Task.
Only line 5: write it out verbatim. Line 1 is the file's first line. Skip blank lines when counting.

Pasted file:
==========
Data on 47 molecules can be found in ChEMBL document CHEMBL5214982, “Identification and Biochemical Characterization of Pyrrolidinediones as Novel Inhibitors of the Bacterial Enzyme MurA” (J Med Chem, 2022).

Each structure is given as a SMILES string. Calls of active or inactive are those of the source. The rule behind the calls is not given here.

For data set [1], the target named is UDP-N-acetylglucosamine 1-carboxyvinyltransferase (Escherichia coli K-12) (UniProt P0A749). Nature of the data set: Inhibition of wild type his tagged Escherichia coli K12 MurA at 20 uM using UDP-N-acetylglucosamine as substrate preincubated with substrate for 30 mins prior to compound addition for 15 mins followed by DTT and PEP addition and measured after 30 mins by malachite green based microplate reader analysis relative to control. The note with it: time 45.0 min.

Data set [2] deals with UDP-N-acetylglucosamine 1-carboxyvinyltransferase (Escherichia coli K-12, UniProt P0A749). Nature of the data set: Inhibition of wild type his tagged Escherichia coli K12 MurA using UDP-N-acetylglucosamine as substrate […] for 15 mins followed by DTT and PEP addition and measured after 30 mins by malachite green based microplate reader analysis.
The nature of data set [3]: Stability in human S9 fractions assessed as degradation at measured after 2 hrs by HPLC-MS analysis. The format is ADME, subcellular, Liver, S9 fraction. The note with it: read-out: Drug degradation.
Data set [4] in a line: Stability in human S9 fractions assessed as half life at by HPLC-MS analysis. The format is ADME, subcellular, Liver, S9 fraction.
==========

The nature of data set [3]: Stability in human S9 fractions assessed as degradation at measured after 2 hrs by HPLC-MS analysis. The format is ADME, subcellular, Liver, S9 fraction. The note with it: read-out: Drug degradation.